The OCD in me does not want to let go of having things just so all the time.  I don't function well in a mess.  There came a point after our middle little arrived, and then again when our third son made his debut, that I had to do some surrendering.  I'm still trying to find balance between tidiness, sanity, quality time with my sons, my hubby and my Lord, and a bit of time to take care of me.  My precious downtime when little ones are snoozing could be spent sweeping the floors or folding another load of laundry, but jotting down a few words here and doing some head and heart housekeeping feels important, too.  So while my house could be neater and my hair fixed a little more often, I know that this is only a season (one that is speeding by), and there will be a time for all of that later.  And I'm ok with that.


"Each day of our lives we make deposits in the memory banks of our children."

  -Charles R. Swindoll

Inflate, Deflate, Repeat

When Adam and I learned we were pregnant with our first son, I was 19 years old.  Noah was born one month (to the day) after I turned 20--just four days before his due date.  We got pregnant with his precious (albeit spunky) little brother, Mason, when I was 21 years old and I delivered him 38 weeks later at 22 years old (we had said goodbye to a precious baby in between Noah and Mason at 6 weeks along).  Then at 23 years old, we were overjoyed to discover we were pregnant again, this time with our daughter, Maggie.  I turned 24 a few months later and then at 31 weeks along (the beginning of our 8th month), our Maggie girl passed away and was born so very still.  Nine months later, at 25 years old, I was thankful and walking on eggshells when we found out we were pregnant again for the fifth time. Our Emmitt was born 38 weeks later, just 3 months shy of my 26th birthday this past December.

In case you lost track (and really, I don't blame you) we have seen that perfect little plus sign appear on a pregnancy test 5 times in 7 years, with 2 children that went to Heaven before they could come home to us, and 3 living, breathing, rambunctious little boys that I get the privilege of spending each day with.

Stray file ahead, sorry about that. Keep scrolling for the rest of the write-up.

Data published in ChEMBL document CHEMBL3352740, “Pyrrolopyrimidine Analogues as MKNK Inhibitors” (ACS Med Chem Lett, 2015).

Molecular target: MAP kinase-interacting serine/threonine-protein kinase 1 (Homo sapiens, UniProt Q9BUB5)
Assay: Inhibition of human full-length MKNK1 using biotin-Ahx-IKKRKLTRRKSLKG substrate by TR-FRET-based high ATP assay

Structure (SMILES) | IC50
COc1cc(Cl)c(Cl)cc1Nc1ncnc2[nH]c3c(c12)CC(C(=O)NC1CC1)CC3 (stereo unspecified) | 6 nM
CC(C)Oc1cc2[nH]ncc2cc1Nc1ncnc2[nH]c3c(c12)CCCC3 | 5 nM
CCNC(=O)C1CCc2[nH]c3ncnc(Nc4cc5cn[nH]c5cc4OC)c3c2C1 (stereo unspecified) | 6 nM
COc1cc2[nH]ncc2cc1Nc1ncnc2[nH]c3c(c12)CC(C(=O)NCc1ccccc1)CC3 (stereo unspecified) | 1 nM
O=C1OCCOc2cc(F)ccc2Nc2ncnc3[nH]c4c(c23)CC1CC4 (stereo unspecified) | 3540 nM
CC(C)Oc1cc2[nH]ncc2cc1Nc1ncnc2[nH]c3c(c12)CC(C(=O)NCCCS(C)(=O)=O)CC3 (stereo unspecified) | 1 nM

Each pregnancy was a choice and honor for us.  Each life I was allowed to carry brought a change in me.  As each new pregnancy stretched and grew me as a woman, a mother and a wife, each has also just plain stretched and grown this vessel I walk around in.  

Four [nearly full-term] pregnancies in 7 years--my body has gotten into the familiar cycle: INFLATE, DEFLATE, REPEAT.  And it shows.  I would like to think of each stretch mark and undesirable pucker as a well earned badge of motherhood merit.  In choosing to have children--to grow and sustain another life--you forfeit an aspect of control and selfishness.  For me, that meant having to fight the thoughts and actions of an eating disorder.  Though I feel the most freedom in my own form when I am carrying a sweet babe inside, the aftermath never fails to leave me discouraged, insecure and seeking change in my body.

As warmer weather begins to blow in, I begin to feel that familiar panic that comes with it.  I know that I will soon have to shed the comfort and cover of winter attire and trade it in for summer things I cannot hide behind.  It is in times like these that deep rooted lies and habits by default try to make their way to the surface again.  13 years of the same thought process and routine will do that to you. 


It has looked different for me in different seasons of the past 13 years--more pronounced in some, and just lurking around the corner in others.   This eating disorder--this dishonest friend--disguises herself as truth and love and acceptance when really, the only language she speaks is deceit and hate and an approval dependent on the numbers on a scale.  

Today I finally made a point (after a month long break) to pop in my Postnatal Rescue Workout DVD.  So much of an eating disordered mentality comes with such stark black and white thinking.  In the past, when someone has said I looked "healthy," I always immediately equated it with them saying "you've put on some weight."  It would take no more than a comment (intended as a compliment) to send me into a tailspin.  How skewed our interpretation can be when an eating disorder has wreaked havoc on our perspective of what is comfortable and healthy and good for our bodies.  There was no balance--just all or nothing in one direction or the other.

I want to find a middle ground.  I want to be healthy.  Healthy mind and healthy body. 

I got about 10 minutes into the 20 minute workout when Emmitt let me know, loud and clear, that it was time for me to nurse him again.  Like, NOW, mama.  So I thought, I'm laying on my side doing a bazillion of these Pilates leg lift thingys, I can just feed him at the same time.  Multitasking--everybody wins.   I scooted on over to his soft blanket, got him all set up and away I went lifting and lowering like there's no tomorrow.  With a full tummy and his mama by his side, Emmitt drifted off to dreamy dreamland in no time.  I finished up my reps (I had lost count, but I figured that burning, leg-going-to-fall-right-off feeling meant I had been working what I needed to for a good amount of time).   Then I thought, I'll lay my head down too, you know, for just a second.  Annnnd I'm out for the count, snuggled up with my baby in the middle of my living room just 10 minutes into my "rescue" workout.  Anybody else ever fall asleep while working out?  No?  Just me?  Awesome.